• Have a mini dance party. Pick a couple of songs and rock out. Alternatively, sing a few songs or try karaoke. Many karaoke versions of popular songs are available for free online.
  • Create a brain break jar, with a range of activities, variations, and places on paper slips. Choose a few and perform the task, like "hop 10 times / on one foot / in the kitchen."
  • Go treasure hunting. Tell your child to go find "something soft and purple" or "something that can play music" and bring it back to you.
  • Take a balance test. Put a paper or plastic plate on your child's head and have them walk across the room while keeping the plate in place. Make it trickier by adding something to the plate, like a small beanbag (easy), a handful of green beans (medium), or a ping pong ball (harder).
  • Go on an imaginary roller coaster ride. In a chair, have your child mimic putting on a harness, lean back (as the coaster climbs up a hill), lean side-to-side (as the coaster twists and turns on the track), and raise their hands up high (as the coaster plunges down a hill). They can even add unhooking the harness and stumbling off of the coaster at the end.
  • Breathe and move. Have your child stand and add a movement to each breath. They might raise one leg to a bent-knee or tree pose position, for example, while inhaling (lift) and exhaling (lower). Alternatively, raise arms to the sky for the inhale, then slowly lower hands to the toes for the exhale. Do several different moves to challenge balance and regulate their breath.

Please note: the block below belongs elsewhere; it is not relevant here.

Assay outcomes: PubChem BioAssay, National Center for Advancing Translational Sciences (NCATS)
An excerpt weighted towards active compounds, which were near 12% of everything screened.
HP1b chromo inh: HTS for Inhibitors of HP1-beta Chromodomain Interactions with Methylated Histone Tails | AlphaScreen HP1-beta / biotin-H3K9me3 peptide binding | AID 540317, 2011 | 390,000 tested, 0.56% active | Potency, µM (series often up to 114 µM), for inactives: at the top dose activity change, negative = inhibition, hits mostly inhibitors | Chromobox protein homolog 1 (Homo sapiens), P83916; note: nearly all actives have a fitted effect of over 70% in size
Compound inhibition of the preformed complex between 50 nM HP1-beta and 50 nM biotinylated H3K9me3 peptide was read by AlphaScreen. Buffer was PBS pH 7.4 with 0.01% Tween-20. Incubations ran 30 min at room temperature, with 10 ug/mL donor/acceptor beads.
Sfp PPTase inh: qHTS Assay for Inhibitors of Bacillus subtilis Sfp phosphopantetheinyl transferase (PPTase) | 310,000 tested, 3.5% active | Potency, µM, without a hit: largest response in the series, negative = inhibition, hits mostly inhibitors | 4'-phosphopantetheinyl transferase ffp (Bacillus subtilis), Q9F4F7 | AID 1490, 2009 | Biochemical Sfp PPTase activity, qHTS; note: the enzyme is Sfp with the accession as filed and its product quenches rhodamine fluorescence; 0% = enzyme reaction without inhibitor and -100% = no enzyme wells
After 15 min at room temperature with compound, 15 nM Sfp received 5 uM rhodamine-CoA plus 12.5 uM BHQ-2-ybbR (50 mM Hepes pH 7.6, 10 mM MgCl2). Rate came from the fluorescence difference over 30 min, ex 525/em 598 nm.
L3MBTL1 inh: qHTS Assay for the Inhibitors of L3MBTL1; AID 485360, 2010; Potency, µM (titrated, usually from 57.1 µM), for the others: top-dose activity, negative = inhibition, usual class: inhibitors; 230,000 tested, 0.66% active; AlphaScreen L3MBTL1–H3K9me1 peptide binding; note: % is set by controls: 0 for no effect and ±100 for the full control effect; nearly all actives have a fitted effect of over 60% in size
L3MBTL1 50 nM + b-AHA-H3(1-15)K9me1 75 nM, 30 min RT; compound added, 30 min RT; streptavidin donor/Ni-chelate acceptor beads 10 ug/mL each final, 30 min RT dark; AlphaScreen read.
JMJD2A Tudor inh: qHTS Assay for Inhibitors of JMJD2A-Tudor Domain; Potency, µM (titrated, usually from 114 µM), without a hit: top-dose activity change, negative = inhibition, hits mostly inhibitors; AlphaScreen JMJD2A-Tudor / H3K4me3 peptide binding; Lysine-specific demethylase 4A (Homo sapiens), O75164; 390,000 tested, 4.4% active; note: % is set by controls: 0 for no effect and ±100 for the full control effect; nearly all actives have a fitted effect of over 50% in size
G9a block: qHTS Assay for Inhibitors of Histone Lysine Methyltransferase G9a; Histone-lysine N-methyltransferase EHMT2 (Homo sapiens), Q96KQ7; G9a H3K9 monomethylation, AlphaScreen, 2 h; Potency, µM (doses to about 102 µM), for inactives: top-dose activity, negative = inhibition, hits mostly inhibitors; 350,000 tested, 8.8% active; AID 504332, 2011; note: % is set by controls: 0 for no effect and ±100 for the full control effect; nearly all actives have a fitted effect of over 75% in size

Outdoor Brain Breaks

If the weather and your location permits, taking brain breaks outside gives your child a change of scenery, a dose of fresh air, and often, more room to move. The following are a range of fun activity break ideas your child can do outside.

  • Walk or run around the block to get the blood pumping. Bring your dog if you have one. For added motivation, time each lap and have your child work towards beating a specific time.
  • Bike, scoot, skateboard, or in-line skate around the block. To make this efficient, be sure to have their chosen mode of transportation at-the-ready. Don't forget the helmet.